Rep. George Cross (D-Winooski) agreed, and commented that this bill was essentially meaningless.”The fact of the matter is, there is no reform of the permitting process in this bill. Before this bill there were 35 different permits … and after this bill passes, there will still be 35 different permits,” he said. “Changing the appeal process cannot masquerade as permit reform.”
Furthermore, legislators noted that the way in which the bill was sent over and quickly voted on reflected the nature of Act 250 reform in a very negative light. Nuovo said that when the House received the lengthy bill, she and other Senators were appalled that they could not read and discuss it. “‘We can’t do this, we have to have a chance to read this 100-page document,'” she said during the session.
Rep. John Tracy (D-Burlington) said of the Republican members of the legislature, “They’re just doing this to play politics. This is politics over policy when this was supposed to be what’s good for Vermont.” House Democratic Leader Gaye Symington (D-Jericho) agreed, noting that not a single committee completely took a vote on the measure. “It seems like a pretty irresponsible way to build a bill. I’m really concerned what that says about the committee process and how much we value it,” she commented.
The House’s motion caused a stir in the Senate, moving legislators to voice their concerns with equal ardor. President Pro Tempore of the Senate Peter Welch (D-Windsor) called it “a transparent move [that] just reinforces the inference that we’re now in a political fight as opposed to a substantive debate. If they pass a bill, basically sight unseen, it raises the question of what the intention is. It creates a caricature of what the process should be.”
Claire Ayer (D-Addison), a newcomer to the Statehouse, said in an interview with The Campus, “The really sad thing is that it’s become a matter of politics rather than policy.
She continued, “As a freshman I was really naÔve to think that I could not be involved in things like that, but I’m in the middle of it.”
Changing Act 250 in 2003?

Welch refused to compromise the House bill regarding state regulatory process that will come to the Senate by rushing it through. “The House took two months to do Act 250, and now they want to do it in the Senate in two weeks,” Nuovo said.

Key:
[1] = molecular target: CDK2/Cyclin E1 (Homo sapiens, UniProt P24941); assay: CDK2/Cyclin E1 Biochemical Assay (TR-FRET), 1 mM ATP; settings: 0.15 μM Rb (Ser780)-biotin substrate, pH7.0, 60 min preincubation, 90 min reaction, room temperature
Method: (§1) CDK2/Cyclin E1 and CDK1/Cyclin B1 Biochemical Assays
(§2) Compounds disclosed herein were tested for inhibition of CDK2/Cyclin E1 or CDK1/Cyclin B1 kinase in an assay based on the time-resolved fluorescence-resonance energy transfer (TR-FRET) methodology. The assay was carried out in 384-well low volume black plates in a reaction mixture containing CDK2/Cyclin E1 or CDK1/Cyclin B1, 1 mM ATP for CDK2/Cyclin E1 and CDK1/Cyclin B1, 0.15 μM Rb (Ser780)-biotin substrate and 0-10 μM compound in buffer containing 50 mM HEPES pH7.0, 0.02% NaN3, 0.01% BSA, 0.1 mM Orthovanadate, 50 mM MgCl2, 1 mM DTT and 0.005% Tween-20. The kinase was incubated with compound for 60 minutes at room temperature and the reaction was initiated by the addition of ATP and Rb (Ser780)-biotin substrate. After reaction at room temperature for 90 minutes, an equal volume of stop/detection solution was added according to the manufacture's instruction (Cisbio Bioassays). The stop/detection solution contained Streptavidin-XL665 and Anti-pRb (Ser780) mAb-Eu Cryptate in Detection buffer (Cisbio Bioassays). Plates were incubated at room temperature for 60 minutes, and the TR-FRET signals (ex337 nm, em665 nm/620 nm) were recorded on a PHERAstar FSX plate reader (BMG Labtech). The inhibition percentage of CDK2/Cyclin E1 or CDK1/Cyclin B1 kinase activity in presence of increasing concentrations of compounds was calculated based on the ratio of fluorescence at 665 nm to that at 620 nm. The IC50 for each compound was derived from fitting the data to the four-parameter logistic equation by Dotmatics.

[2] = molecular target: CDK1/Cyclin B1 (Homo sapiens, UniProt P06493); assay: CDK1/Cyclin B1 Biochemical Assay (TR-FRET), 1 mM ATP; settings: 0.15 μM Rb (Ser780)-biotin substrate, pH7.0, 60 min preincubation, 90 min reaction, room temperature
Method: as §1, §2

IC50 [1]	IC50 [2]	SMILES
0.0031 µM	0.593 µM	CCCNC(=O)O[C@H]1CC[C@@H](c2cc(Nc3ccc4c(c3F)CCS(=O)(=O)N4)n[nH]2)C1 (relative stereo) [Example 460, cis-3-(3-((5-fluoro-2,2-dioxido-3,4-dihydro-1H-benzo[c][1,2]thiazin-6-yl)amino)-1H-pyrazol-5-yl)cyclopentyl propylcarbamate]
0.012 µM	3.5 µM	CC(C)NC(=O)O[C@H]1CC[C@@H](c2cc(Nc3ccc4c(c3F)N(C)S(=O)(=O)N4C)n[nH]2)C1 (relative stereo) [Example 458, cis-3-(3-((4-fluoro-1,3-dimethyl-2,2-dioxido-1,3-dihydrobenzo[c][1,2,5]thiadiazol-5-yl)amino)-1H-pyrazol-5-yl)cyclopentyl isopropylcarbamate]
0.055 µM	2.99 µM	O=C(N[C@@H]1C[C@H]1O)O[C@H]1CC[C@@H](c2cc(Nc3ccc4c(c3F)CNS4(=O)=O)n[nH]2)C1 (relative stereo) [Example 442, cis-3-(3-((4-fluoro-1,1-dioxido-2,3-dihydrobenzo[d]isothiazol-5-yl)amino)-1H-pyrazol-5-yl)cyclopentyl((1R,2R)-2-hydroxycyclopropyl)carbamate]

Douglas, on the other hand, has publicly criticized the Senate for deliberating, and not attacking the central issue – Act 250 itself.
Douglas said, “I remain concerned that Senate Democrats [are] using some unfounded excuses to defend their inaction,” he said. “The tone of their remarks indicates that they don’t understand the difficult problems our people are facing with the permitting system.” He touched on his commitment to fulfilling campaign promises, continuing, “This is particularly disturbing because most of them promised permit reform during their campaigns.”
Both Ayer and Nuovo agreed that Act 250 has many benefits. “The best thing about Act 250 is that it caused us to think about the ramifications of development in a 360-degree field. We’ve been more judicious in the kinds of development we have in Vermont,” she said.
Ayer did agree with almost all of her fellow legislators in noting that the Act needed improvement. “It needs to be updated,” she said. “We bit off more than we can chew in one year.” Many Democrats agree that Douglas’ ambitious plan regarding Act 250 was too much for the legislature to handle. Welch said, “The big issue is this: does the governor want to have a political fix or a substantive reform on Act 250?
And the question is open.”

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Assessing Priorities Act 250 for Vermont or Local Permit Reform for Middlebury?